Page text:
In Part II, I showed how *type families* can be used to do type-level programming in a functional style. For example, here is addition of natural numbers again:

data Z data S n type family Plus m n :: * type instance Plus Z n = n type instance Plus (S m) n = S (Plus m n)

Now, *why* might we want to do such a thing? One example (I know, I know, this is *always* the example… but hey, it’s a good example) is if we wanted to have a type of polymorphic *length-indexed vectors* (or as they are sometimes known, “Length-Observed Lists”) where the type of a vector includes its length. Using a generalized algebraic data type (GADT), we can write something like this:

data LOL :: * -> * -> * where KThxBye :: LOL Z a Moar :: a -> LOL n a -> LOL (S n) a

This says that

`LOL`

is a type constructor of kind`* -> * -> *`

, that is, it takes two type arguments of kind`*`

and produces a type of kind`*`

. The intention is that the first argument records the length, and the second records the type of the elements.`KThxBye`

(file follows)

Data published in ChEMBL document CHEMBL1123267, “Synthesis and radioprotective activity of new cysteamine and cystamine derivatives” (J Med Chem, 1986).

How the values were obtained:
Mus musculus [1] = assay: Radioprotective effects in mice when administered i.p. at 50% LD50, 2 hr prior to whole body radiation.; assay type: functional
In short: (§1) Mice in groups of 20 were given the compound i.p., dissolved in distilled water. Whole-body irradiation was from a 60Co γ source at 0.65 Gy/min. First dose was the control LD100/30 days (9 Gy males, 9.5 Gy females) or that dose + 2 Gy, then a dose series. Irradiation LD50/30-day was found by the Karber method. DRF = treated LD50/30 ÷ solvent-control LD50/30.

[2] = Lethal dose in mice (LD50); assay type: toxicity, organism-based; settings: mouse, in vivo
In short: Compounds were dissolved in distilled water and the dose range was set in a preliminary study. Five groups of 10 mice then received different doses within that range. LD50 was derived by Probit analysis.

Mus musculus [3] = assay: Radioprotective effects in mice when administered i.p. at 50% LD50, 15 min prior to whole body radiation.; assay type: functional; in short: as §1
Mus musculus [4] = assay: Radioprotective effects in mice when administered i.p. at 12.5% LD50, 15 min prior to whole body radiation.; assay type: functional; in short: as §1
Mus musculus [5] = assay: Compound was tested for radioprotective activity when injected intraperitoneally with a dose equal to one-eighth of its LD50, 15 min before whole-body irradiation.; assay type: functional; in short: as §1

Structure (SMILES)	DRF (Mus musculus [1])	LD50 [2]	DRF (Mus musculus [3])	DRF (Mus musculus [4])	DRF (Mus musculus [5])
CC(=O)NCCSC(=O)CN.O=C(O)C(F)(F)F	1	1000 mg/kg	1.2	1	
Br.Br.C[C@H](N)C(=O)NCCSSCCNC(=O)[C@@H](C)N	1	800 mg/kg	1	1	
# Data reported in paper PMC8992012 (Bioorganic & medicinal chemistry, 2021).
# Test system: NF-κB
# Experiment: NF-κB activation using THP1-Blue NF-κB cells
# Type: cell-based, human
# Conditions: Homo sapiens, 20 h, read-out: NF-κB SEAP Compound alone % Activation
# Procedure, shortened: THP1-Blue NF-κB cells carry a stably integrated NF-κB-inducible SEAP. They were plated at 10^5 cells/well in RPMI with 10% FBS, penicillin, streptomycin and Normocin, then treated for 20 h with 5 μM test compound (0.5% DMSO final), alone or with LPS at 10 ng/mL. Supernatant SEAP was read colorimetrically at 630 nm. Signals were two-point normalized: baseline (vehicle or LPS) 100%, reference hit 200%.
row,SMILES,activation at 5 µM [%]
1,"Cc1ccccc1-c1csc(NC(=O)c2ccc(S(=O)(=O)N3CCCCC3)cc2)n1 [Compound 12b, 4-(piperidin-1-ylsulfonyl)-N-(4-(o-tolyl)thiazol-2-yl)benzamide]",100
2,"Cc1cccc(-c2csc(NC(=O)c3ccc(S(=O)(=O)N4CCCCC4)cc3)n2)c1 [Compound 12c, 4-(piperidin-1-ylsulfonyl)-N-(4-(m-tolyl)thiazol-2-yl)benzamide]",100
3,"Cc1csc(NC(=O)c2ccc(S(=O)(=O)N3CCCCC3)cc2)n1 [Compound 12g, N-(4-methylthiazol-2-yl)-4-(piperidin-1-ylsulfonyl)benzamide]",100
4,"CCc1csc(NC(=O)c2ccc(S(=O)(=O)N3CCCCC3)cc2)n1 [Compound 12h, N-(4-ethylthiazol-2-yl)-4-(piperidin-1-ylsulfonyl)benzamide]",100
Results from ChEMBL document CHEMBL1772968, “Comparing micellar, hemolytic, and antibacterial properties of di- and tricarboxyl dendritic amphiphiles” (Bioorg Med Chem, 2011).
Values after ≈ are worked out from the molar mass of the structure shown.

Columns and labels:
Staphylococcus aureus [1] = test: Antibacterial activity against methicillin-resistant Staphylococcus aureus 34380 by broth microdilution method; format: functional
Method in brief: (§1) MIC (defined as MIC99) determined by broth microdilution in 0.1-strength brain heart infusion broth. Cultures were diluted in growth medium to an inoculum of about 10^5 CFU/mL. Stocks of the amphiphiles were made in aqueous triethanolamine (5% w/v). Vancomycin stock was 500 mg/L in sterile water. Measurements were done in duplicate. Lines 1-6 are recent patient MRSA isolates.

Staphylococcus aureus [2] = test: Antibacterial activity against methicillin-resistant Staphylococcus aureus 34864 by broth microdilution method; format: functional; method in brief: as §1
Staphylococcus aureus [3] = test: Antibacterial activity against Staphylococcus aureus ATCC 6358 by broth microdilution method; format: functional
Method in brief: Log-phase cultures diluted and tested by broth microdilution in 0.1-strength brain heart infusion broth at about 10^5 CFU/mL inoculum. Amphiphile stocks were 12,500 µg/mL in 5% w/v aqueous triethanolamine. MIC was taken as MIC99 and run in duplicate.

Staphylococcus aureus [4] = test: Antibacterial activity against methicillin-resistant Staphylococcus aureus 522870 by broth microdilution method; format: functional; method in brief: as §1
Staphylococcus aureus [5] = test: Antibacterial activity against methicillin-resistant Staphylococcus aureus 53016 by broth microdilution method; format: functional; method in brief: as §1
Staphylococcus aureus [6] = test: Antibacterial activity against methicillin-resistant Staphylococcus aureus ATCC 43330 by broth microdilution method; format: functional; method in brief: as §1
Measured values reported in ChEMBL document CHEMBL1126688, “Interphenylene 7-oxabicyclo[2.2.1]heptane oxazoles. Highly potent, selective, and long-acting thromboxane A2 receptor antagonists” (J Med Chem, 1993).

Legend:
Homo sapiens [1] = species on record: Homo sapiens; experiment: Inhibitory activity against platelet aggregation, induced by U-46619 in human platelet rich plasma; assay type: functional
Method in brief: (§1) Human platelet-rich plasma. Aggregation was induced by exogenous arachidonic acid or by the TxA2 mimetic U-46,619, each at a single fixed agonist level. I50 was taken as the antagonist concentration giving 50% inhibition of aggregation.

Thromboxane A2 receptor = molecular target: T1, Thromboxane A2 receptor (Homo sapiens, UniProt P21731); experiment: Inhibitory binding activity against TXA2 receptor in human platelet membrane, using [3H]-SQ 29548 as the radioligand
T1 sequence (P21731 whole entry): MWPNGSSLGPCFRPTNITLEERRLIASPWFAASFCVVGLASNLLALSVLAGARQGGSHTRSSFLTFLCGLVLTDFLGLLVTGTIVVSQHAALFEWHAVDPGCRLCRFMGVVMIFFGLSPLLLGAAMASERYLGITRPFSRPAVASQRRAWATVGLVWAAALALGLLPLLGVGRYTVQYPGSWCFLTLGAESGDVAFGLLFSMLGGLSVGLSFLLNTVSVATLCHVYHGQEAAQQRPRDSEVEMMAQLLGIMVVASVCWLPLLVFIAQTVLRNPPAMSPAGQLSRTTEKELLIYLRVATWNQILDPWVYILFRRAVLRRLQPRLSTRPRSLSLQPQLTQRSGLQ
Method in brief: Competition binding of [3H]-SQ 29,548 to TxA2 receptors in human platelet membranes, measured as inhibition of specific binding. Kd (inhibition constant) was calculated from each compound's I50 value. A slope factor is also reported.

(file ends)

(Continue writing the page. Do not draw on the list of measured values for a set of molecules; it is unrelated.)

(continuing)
constructs a vector of length zero.- Given an element of type
`a`

and a vector of as of length`n`

,`Moar`

constructors a vector of length`S n`

.

The type-level function `Plus`

comes in when we implement an `append`

function for our length-indexed vectors: in order to express the type of `append`

we have to add the lengths of the input vectors.

append :: LOL m a -> LOL n a -> LOL (Plus m n) a append KThxBye v = v append (Moar x xs) v = Moar x (append xs v)

If you haven’t already seen things like this, it’s a good exercise to figure out why this definition of `append`

typechecks (and why it *wouldn’t* typecheck if we put anything other than `Plus m n`

as the length of the output).

OK, great! We can make GHC check the lengths of our lists at compile time. So what’s the problem? Well, there are (at least) three obvious things which this code leaves to be desired:

- It doesn’t matter whether we have already declared a
`Nat`